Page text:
Most of the time, in the Gospels, the disciples are called “disciples,” and occasionally “apostles.” After the giving of the Holy Spirit in Acts, they are called apostles or disciples, just about equally. The word apostle means sent one. Jesus sent the disciples/apostles to go out into the world as he did, bringing peace and forgiveness to all who would receive it.
We who are gathered here today are followers of Jesus. We listen to his words; we read the stories about him; we do our best to behave in ways that please him. We have been baptized and filled with the Holy Spirit, just as the first followers were.
 Do we trust the Holy Spirit to guide our words, our actions, our faith, our lives enough to be called disciples? Do we go farther, and allow ourselves to be sent, to teach, heal, and forgive, so we could be considered apostles?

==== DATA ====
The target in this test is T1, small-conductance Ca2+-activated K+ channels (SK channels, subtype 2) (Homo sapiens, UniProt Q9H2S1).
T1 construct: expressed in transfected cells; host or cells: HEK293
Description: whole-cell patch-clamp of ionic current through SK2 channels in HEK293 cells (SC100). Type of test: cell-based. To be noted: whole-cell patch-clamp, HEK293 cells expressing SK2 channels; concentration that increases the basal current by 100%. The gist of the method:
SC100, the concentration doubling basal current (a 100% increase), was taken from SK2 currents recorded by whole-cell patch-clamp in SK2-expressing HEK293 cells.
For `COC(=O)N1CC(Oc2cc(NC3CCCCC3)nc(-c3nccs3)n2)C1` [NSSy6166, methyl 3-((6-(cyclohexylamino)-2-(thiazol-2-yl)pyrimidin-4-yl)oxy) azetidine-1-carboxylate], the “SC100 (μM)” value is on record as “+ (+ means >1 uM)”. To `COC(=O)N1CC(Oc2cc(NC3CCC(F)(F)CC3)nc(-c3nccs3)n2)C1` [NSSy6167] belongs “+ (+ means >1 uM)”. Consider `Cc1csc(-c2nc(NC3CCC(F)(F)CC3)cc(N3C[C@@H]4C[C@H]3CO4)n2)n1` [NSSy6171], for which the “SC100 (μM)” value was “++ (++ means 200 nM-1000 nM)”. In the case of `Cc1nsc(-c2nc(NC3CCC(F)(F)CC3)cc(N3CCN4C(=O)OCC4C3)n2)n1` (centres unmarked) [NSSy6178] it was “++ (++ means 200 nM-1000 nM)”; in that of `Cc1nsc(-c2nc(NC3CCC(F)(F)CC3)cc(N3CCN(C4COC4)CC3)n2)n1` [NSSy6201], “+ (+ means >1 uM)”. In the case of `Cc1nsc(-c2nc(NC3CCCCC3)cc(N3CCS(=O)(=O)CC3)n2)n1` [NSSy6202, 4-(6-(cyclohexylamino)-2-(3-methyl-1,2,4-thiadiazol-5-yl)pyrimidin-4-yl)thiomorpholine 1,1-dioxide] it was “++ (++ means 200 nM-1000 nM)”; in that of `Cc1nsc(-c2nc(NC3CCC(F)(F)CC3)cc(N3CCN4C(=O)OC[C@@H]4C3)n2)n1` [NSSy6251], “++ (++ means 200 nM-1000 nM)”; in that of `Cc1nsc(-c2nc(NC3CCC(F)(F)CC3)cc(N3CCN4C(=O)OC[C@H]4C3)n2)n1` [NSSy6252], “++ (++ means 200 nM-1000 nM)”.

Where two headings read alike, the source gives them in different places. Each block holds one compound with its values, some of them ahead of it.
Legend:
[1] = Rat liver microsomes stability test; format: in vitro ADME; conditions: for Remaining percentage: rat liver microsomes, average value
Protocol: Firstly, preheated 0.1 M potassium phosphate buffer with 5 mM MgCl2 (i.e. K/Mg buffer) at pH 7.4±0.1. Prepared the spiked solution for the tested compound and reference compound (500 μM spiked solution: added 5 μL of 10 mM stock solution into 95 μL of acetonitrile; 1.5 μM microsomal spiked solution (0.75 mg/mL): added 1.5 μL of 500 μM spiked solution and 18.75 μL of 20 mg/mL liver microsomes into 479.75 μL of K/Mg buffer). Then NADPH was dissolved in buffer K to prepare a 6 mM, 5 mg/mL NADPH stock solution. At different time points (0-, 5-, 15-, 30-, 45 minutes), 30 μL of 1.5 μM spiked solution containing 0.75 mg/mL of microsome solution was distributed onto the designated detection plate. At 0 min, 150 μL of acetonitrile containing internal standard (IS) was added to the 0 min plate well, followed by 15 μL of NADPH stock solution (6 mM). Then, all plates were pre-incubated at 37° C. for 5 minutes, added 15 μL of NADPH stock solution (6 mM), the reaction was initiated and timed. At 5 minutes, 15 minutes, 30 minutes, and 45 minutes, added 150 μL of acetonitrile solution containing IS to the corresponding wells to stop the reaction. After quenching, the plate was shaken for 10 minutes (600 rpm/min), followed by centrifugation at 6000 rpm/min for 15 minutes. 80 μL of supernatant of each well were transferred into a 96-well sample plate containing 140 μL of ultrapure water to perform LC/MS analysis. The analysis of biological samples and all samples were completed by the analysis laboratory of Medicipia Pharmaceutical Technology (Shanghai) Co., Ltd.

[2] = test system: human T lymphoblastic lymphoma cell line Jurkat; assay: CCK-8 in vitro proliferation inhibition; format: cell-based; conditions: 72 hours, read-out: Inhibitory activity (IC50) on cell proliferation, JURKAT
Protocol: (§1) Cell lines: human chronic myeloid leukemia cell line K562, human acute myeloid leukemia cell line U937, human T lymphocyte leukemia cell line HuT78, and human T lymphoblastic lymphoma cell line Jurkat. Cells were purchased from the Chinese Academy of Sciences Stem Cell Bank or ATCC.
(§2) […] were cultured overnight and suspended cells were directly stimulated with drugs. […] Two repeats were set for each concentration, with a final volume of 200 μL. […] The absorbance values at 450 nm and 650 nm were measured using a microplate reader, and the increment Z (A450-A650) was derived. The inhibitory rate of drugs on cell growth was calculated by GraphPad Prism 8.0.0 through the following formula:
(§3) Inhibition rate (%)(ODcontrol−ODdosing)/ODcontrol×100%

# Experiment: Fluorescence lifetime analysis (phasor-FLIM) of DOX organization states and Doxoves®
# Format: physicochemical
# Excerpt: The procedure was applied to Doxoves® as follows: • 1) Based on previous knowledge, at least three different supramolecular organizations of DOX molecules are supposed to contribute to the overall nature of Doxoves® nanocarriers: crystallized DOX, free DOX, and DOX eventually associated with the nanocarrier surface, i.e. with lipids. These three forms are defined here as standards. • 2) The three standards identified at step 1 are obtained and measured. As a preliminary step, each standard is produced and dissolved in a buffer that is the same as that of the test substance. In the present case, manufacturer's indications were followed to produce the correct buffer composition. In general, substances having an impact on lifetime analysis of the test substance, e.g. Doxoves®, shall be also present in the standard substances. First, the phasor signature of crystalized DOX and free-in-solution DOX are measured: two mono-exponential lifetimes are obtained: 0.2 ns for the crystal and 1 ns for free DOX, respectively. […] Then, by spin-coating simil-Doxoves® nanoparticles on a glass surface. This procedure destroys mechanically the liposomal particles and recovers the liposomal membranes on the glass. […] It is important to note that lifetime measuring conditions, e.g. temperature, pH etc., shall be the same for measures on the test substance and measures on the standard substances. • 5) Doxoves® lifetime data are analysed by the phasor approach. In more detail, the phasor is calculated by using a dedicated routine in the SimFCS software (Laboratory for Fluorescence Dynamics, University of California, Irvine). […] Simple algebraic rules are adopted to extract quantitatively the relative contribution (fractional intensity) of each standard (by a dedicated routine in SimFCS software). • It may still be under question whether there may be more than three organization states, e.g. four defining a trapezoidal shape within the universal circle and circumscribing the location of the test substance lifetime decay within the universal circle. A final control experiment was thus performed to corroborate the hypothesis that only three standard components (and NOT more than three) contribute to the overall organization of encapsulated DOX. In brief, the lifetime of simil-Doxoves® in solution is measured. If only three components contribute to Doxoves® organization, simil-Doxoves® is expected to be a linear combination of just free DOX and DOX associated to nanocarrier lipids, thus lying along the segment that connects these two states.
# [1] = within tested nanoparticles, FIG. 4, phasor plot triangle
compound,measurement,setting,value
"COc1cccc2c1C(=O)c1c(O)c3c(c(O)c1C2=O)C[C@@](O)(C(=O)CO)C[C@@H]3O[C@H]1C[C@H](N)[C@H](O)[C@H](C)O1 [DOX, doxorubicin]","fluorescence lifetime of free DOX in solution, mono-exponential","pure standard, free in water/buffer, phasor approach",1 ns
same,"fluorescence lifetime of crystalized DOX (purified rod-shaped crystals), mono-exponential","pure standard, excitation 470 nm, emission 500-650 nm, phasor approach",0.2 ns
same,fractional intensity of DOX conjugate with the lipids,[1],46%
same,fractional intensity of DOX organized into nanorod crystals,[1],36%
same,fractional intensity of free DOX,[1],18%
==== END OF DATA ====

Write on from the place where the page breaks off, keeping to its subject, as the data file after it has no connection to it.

Your challenge for this week is to be aware of your emotions and feelings, your fear, anger, hope, excitement in your encounters with people this week. Is there someone who needs Jesus’ healing touch, Jesus’ forgiveness, Jesus’ love? How do you respond? With fear and say nothing? With trust that God’s Holy Spirit will give you the words to say, so you speak? With a hug because you know you have been sent for just that moment?
Remember that Jesus is not dead, but very much alive and active in the world through the Holy Spirit and through us, his hands, feet, and mouths. We have been baptized, filled with God’s presence, and sent into the world to bring God’s peace and forgiveness to all who will receive it. Will you allow yourself to be sent?
Please pray with me: Risen Lord, we pray with both fear and trust. You came into the lives of the first followers and changed the world through your life, death, and resurrection. You promised to not leave your followers alone, and so you gave them the Holy Spirit and sent them into the world. As your followers today, fill us with faith, and with your Spirit, and send us to wherever and to whomever you would have us go. Amen